Happy Watermaidens Day!

You may, perhaps, be feeling a touch of darkness just now, of despair, of grief.

Feelings, alas, that many watermaidens and snowmaidens understand all too well.

Most, of course, are solitary sorts, keeping themselves hidden in their rivers and springs and ponds, hiding from mortals and fairies alike. A few have even, by choice or coercion, spent their lives half-frozen behind snow and ice, a condition that, however cold and uncomfortable, keeps their hearts secure from pain.  Others live only through a single rainfall, a life too swift, too ephemeral, for sorrow or joy.

But even the most solitary watermaiden may find herself grieving over the loss of a nearby tree, or the disappearance of a favorite owl.  Even the most frozen snowmaiden may hear a crack in the ice surrounding her, and for a moment – just a moment – think of pain, or feel despair.  And those who have spent thousands of years hiding in the depths of their lakes, can tell you of long dark nights, when they wondered if they would ever see light dance through their waters again. Others sing of lost friends, of lost loves, of moonlit evenings they must not forget.

And those a little less solitary, a little closer to mortals – their sorrows can be even sharper.  Many have watched as their homes are threatened, or sobbed as fewer and fewer birds arrived each year. Others have dared to talk to mortals, and even more – something that can bring joy or pain.

After all, watermaidens can fall in love, even if they are made of water.

And today, by decree fee, the Official Day of Watermaidens, is a day for remembering those sorrows, those fears, those despairs.

A day where the shimmer on the water you see, out of the corner of your eye, might be no more than a shimmer or a flash of light. Or where a twirling mist might be just an ordinary mist. The water shaking in your glass nothing more than a nearby breeze.

Or it might be a watermaiden, letting you know that she understands.

Watermaidens Day is the brainchild of folklorist Nin Harris. As always, I’m just borrowing it for fun.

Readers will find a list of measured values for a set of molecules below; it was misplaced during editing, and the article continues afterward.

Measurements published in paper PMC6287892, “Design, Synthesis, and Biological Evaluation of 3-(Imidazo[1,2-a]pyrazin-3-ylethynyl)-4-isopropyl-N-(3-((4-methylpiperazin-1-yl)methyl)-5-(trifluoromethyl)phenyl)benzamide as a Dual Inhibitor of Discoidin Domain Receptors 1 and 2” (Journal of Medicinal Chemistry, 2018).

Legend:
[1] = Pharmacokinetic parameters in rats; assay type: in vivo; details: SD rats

Happy Watermaidens Day

For the most part, water maidens and snow maidens avoid each other. The single touch of a water maiden, after all, can melt even the coldest heart of any snow maiden, or turn her hands to clear water. The snow maidens, in their turn, can freeze a water maiden in her tracks, or worse, trap a water maiden beneath ice.  That last, it is whispered, has happened to more than one unwary water maiden choosing cold oceans to explore the ice of Antarctica, or a glittering glacier, or even merely returning to her lake for a forgotten item.  Some, after a few goblets of hot molten rubies, have even spoken of the long standing war between the two, marked by flurries of battle here and there, fights that have left lands glittering with melting ice, and covered rivers with rushing slush.

The fairy courts, of course, have forbidden such things, but the water maidens and the snow maidens have never been ones to pay too much attention to the decree fees of the fairy courts – even when they hear these decrees, which is not often.

And so, the water maidens and snow maidens keep their distance. Usually.

But every few years, a few snow maidens and water maidens do gather together to celebrate Water Maidens Day.

Not in only one place, of course – that is too much cold for any water maiden, even those who inhabit the icier regions of the world. And snow maidens cannot journey far from their clouds, or their snow; they die swift deaths if they do, and so they are unwilling to travel far to meet the water maidens.